The Butcher, The Bakers, The IPA Maker
Part One: Michael Sindoni, Butcher
Writer Bradford Pearson spotlights four of Dallas’ culinary minds stretching the rules of the kitchen. Up first, Michael Sindoni, Culinary Operations for Headington Cos. and one of the masterminds behind the newly opened Commissary downtown.
The first thing you notice when you step into the walk-in cooler with Michael Sindoni isn’t the funky blue-cheese smell, or the hundreds of pounds of aging beef lined up on racks like shoes at a sidewalk sale. It’s the humidity or, rather, the lack of it.
Most walk-ins are cold and damp, which is why they’re ground zero for TV shows hosted by British chefs yelling about spoiled food. This one is cool and dry, 75 percent humidity instead of the usual 90 to 95. Sindoni points at a rack full of 90-day, dry-aged New York strips. “Mold is not necessarily bad, white mold is good,” he says. “But when it gets green…”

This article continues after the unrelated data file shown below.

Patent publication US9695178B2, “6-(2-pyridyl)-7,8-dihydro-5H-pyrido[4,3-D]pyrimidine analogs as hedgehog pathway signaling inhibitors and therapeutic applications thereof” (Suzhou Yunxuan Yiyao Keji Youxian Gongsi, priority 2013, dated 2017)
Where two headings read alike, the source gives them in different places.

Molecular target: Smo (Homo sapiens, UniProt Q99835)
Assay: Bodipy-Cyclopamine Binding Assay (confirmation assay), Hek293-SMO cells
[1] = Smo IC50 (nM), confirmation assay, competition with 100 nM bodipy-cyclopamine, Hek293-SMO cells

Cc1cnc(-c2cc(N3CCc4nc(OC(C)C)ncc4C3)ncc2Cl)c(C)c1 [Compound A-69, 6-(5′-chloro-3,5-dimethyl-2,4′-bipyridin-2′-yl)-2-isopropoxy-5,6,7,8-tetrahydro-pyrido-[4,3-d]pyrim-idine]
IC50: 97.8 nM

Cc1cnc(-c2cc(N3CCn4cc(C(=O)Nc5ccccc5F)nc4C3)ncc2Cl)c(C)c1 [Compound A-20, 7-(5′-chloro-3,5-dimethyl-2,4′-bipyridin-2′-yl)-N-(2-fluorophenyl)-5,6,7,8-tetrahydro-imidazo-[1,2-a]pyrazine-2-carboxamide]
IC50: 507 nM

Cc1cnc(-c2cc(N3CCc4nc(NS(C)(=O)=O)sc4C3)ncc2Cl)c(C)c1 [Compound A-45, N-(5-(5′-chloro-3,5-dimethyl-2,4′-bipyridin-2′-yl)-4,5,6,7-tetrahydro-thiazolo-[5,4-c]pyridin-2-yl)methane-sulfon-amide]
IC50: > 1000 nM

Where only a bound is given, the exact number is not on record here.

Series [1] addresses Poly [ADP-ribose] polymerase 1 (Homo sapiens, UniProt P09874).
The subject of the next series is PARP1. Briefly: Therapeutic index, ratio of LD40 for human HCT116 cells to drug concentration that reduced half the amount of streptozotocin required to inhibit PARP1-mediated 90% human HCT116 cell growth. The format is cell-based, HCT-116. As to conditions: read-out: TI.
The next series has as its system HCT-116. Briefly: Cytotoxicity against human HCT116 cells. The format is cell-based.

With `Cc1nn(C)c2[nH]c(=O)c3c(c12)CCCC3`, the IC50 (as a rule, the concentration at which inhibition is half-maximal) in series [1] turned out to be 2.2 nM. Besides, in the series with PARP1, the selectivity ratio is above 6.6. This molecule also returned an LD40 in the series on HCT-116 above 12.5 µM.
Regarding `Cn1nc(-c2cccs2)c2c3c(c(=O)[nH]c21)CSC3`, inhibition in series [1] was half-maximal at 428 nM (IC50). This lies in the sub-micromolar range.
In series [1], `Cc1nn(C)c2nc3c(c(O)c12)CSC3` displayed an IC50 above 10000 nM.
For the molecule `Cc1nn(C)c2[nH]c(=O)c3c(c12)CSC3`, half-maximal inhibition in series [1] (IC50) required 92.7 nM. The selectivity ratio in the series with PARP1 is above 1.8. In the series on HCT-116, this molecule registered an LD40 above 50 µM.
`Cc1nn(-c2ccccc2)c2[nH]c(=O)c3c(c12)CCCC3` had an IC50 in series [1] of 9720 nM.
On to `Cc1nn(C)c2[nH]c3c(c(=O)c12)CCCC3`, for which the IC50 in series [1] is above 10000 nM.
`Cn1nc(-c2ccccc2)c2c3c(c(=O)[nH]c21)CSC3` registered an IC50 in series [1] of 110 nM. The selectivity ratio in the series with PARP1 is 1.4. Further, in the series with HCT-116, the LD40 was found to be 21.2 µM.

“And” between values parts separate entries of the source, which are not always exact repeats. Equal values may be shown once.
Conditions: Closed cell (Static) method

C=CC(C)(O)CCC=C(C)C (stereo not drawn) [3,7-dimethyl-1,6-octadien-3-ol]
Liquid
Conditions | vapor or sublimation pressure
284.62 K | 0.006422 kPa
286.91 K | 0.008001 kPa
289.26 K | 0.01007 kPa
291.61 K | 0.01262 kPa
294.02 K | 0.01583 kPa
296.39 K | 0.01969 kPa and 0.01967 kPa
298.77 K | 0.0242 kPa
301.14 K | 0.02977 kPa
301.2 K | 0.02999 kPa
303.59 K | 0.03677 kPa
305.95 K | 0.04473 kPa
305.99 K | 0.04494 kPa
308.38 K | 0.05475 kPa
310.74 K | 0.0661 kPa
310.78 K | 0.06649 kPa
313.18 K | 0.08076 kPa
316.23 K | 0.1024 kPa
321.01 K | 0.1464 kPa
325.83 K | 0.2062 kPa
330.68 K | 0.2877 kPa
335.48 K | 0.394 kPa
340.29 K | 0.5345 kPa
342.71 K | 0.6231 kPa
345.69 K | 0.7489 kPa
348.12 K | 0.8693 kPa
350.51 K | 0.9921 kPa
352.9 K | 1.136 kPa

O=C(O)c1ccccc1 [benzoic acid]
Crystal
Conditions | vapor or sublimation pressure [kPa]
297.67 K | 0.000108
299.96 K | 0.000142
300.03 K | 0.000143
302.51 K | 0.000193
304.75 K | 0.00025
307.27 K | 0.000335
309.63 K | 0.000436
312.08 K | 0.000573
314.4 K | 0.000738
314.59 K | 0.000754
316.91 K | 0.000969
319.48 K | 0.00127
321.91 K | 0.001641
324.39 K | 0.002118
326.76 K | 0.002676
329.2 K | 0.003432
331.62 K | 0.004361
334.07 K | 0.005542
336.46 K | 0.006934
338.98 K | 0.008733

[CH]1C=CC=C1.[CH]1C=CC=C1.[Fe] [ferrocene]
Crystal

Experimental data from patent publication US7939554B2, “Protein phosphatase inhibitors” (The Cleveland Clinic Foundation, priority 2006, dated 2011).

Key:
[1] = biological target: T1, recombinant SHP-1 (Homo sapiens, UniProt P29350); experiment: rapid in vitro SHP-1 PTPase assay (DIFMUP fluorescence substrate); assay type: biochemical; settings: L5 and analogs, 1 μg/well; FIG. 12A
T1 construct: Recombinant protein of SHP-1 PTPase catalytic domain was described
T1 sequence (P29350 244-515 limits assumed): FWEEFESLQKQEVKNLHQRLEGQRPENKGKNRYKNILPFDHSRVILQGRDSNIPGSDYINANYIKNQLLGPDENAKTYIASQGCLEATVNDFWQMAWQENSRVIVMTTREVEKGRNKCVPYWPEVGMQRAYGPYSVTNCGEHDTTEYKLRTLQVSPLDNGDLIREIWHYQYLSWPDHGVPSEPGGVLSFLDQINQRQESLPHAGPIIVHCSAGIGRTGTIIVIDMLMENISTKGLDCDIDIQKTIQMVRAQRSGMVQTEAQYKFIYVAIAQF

He glides over to a tub of strip steaks, slathered in beef fat rendered at Mirador. Like much of the rest of this Willy Wonka fun house, it’s an experiment, he says. The steaks have been resting in the tallow for…180 days? 200 days? He can’t remember off the top of his head. A very, very long time, either way.
In another freezer, Sindoni shows off the meatless components that go into the sausages and charcuterie. Sassafras leaves that become filé powder that finds its way into andouille sausage which nestles next to braised cabbage and spicy mustard at Wheelhouse. Italian wild fennel for fennel salami. Calabrian chilies.
Winding through the walk-ins and past the bathtub-sized mixers, Sindoni stops and pulls a swath of beef jerky out of a tub. The first bite tastes like fish sauce, then the red wine marinade kicks in. It is, of course, an experiment.
The Details: Taste some of Sindoni’s finest work at Commissary, 1217 Main Street. commissarydallas.com